While much of western propaganda about Russia is directed at gaining consent for the actions against that nation, the anti-Putin narrative is also aimed at a significant slice of Russian society that is western facing and which sees the west as a sort of Eldorado of modernity. These, mostly cosmopolitan, elements are often young, attuned to western trends and switched into western social and mainstream media. For these people, Putin is portrayed as an elite serving increasingly isolated dictator who has eschewed the wise counsel of his advisors to embark on a project of personal ambition and aggrandizement. An example of this sort of narrative building is provided in a New York Times article of 1 March 2022:

“Does President Vladimir V. Putin of Russia have the support he needs at home to wage a costly war in Ukraine?
That may seem like an odd question. After all, Mr. Putin has already invaded Ukraine, suggesting he feels confident in his resources. And his public image is that of a strongman, with the power to direct the Russian state as he pleases.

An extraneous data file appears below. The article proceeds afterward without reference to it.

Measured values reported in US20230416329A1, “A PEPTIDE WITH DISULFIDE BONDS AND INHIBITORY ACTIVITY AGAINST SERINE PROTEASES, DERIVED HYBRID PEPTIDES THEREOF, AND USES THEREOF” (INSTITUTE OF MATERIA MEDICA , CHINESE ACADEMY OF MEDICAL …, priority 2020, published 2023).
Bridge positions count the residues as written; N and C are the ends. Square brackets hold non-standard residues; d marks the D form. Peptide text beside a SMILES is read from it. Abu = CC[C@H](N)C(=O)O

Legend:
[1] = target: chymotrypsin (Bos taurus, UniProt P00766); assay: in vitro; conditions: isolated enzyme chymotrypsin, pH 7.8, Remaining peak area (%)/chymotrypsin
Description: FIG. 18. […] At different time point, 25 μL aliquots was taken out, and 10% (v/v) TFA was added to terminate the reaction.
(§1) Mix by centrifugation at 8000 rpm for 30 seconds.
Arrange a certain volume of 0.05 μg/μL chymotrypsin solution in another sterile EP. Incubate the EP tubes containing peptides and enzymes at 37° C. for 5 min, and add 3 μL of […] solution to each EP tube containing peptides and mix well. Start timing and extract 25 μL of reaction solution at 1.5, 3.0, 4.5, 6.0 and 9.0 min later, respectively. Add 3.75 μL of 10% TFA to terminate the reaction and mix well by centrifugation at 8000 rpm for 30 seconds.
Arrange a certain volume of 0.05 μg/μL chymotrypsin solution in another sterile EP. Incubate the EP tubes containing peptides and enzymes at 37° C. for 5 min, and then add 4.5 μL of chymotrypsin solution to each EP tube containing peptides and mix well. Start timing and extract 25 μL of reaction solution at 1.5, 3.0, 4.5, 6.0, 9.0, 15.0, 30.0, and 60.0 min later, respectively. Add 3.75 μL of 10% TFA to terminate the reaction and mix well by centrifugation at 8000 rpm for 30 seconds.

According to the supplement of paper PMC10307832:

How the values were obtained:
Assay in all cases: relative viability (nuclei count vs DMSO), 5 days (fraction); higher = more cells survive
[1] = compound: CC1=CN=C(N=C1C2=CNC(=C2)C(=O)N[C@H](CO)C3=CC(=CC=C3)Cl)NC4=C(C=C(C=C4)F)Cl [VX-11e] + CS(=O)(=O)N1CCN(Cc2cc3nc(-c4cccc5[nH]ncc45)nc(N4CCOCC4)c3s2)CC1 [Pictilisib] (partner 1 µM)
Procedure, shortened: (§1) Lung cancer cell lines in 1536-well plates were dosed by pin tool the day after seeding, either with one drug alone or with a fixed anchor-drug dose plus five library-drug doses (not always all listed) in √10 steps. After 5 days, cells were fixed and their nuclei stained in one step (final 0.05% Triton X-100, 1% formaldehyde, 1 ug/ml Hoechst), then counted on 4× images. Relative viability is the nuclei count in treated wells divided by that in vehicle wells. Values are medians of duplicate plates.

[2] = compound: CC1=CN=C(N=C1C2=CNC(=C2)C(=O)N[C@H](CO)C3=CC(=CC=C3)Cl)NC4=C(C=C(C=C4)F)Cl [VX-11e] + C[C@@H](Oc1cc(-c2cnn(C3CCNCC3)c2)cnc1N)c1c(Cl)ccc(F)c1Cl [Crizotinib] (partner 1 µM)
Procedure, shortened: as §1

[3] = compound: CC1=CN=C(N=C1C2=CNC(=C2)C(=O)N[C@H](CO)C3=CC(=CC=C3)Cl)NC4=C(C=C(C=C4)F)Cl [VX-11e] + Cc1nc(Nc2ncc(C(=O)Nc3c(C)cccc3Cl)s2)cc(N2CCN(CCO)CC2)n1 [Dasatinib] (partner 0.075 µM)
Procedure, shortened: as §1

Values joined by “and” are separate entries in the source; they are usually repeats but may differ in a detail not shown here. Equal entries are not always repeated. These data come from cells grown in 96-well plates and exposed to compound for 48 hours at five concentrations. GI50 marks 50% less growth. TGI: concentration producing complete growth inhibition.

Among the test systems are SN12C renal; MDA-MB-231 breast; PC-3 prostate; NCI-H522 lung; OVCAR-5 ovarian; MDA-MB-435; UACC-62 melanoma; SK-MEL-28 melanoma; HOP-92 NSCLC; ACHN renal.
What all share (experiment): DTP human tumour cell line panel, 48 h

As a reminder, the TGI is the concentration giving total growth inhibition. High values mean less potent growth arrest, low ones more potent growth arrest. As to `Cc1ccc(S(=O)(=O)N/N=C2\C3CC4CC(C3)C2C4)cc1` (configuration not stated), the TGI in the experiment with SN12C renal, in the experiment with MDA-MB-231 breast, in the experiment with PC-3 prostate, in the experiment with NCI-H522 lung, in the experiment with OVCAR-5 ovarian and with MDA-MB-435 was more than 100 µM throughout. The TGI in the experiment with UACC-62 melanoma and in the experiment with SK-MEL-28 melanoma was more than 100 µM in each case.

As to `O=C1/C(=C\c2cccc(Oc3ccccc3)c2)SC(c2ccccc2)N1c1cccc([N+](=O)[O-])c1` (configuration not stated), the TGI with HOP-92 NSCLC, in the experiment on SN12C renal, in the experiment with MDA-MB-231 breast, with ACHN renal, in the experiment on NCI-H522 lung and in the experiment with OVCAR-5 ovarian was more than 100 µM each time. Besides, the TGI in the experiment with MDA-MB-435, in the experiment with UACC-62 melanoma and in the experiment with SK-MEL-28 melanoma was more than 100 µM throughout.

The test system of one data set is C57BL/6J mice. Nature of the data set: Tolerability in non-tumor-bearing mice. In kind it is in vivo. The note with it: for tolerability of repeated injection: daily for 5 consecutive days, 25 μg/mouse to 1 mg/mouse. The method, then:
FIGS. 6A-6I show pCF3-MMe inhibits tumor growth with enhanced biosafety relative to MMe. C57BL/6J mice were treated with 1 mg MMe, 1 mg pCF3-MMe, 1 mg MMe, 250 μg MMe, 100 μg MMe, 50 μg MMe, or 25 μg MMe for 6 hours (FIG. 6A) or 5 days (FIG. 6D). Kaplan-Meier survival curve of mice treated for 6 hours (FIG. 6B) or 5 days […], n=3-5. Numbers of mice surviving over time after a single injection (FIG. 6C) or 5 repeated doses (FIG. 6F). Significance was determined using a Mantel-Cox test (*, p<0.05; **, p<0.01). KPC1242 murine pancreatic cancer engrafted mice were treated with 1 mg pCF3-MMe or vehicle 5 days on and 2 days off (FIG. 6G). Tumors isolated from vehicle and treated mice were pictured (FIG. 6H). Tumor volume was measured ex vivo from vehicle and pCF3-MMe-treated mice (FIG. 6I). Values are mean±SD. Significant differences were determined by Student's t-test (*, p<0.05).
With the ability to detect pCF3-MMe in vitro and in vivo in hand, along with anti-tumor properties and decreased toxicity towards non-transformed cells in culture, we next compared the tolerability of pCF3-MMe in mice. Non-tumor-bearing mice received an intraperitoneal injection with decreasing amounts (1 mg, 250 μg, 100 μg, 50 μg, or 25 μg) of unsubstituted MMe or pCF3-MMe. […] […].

But no leader can govern alone. And a series of events this week, including Russia’s decision to throttle access to Facebook and censor news about the war in Ukraine, raise questions about just how much political support Mr. Putin will be able to draw on during the conflict.

Author note: Bolds added.

Many other such articles provide a picture of strenuous attempts by western propagandists to create and emphasize a narrative speaking of distance between President Putin and both his supporters within the government, the Russian people and the military:

See also: My article Propaganda: Discrediting Leaders as a Hybrid War Device

3 thoughts on “Nations Under Attack (Part 3): Narrative as a Tool of War”